"Parenthood" understands the frustration of the quiet achiever.
It's an issue Jason Katims' family drama has often addressed directly, whether through teenage Haddie (Sarah Ramos) lashing out at her family's complete focus on the needs of her brother Max (Max Burkholder), who has Asperger's syndrome, or her father Adam's (Peter Krause) continual surrender of personal desire to family responsibility. Even as the series goes into Thursday night's series finale, Adam has agreed to continue the struggling music business he started with his lovable but immature brother Crosby (Dax Shepard) because it makes Crosby happy.
It's also something the show and its fans have experienced for almost the entirety of the six-season run. As critics and viewers gather to celebrate "Parenthood" and mourn its passing, it's difficult not to lament, once again, that this show has so often been overshadowed by the new, the loud, the showy and, often, the short-lived.
Not that "Parenthood" hasn't been recognized, by viewers and critics, as the relevant, resonant, often funny and deeply moving show that it is. In recent years especially, it has landed on "Best" lists, been lauded for specific (its chronicle of Max and his growth, of Kristina's (Monica Potter) fight against breast cancer) and general excellence. The cast is amazing, the writing always smart, but the series continually struggled for survival and never received the kind of wildly passionate-to-the-point-of-obsessive praise that we have come to expect from "important" television.
Partly that's because "Parenthood" never bowed to time or trend. Though it has recently become an altar of catharsis, with its own tear-duct-based rating system — pooling tears, falling tears, choked sob, full sob, hysteria — "Parenthood" was never built to go viral. There are no OMG moments, and it's hard to live-tweet when both hands are full of tissues.
Born determined to celebrate function over dysfunction — modern narrative heresy! — "Parenthood" miraculously stuck to its guns, which is one of the most admirable feats in current television.
And also probably what kept it on the bubble for all those years.
Debuting on NBC in 2010 just as television was moving from strategic shelling to shock and awe, "Parenthood" seemed intentionally retro. Based on the wildly popular 1989 film, it was as much drama as comedy, though far too sunny and sentimental to fit in with the era's emerging dramedies.
Though none of the three-generation tribe of Bravermans was perfect, neither was any of them an abusive alcoholic who somehow also saved lives or a morally tortured drug dealer who still "loved" his children. It was not a costume drama or a monster-riddled fantasy. No one was frequenting, or becoming, pole-dancing prostitutes with Pilate bods or struggling with special powers, intellectual or otherwise.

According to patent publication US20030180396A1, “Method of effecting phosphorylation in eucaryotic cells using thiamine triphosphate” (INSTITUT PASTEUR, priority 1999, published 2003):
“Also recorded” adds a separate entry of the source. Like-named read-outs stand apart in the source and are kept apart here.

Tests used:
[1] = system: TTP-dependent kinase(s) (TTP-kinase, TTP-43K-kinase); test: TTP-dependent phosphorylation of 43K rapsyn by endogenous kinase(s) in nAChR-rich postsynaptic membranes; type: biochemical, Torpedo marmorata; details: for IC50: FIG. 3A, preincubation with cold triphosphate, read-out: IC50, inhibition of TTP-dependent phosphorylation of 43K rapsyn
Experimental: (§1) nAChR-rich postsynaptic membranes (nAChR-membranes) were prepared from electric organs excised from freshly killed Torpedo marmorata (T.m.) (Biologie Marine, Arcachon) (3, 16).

They were just a big, mostly white, mostly upper-middle-class family living in the Bay Area and trying to cope with the problems of ordinary life. Often by having family dinners during which everyone talked over everyone else.
But only after they all showed up.
People got mad, got sick, made mistakes, said stupid things, fell in love, fell out of love, but everyone acted their age, more or less. Which, ironically, wound up giving "Parenthood" a revolutionary edge.
Increasingly, American television has outsourced adult maturity (not to be confused with sexuality) to historical and post-apocalyptic drama. If you want to see adults acting like adults, watch "Downton Abbey" or "The Walking Dead." In contemporary television, anyone over 20 is far more likely to be just neurotic and narcissistic enough to take pride in having never grown up. Because grown-ups are responsible and responsibility is boring.
On television, particularly among the "important" shows, order is synonymous with repression. Moral ambiguity, that's where the action is. The razor's edge between self-discovery and self-destruction, between survival and brutality. In the sweat and blood and muck, that's where the truth lies.
And sometimes it does. Some truths, anyway.
But others can be found in slightly messy but invariably well-appointed Craftsman homes where parents learn to accept that their child will never express his love in the way they would like him to because he simply can't. Or a park where a wife must accept that her husband is just too tired to face another heart surgery even though it might extend his life. Or a parked car in which a reuniting couple realizes that commitment isn't just hard, it's painful and there's nothing to do about that pain except endure it.
Or, most important, in our living rooms where viewers were reminded every week that tears are just as important as OMG moments, that ordinary life is quite dramatic enough without murder and mayhem, and that art, like people, shouldn't always have to scream to be heard.
When: 10 p.m. Thursday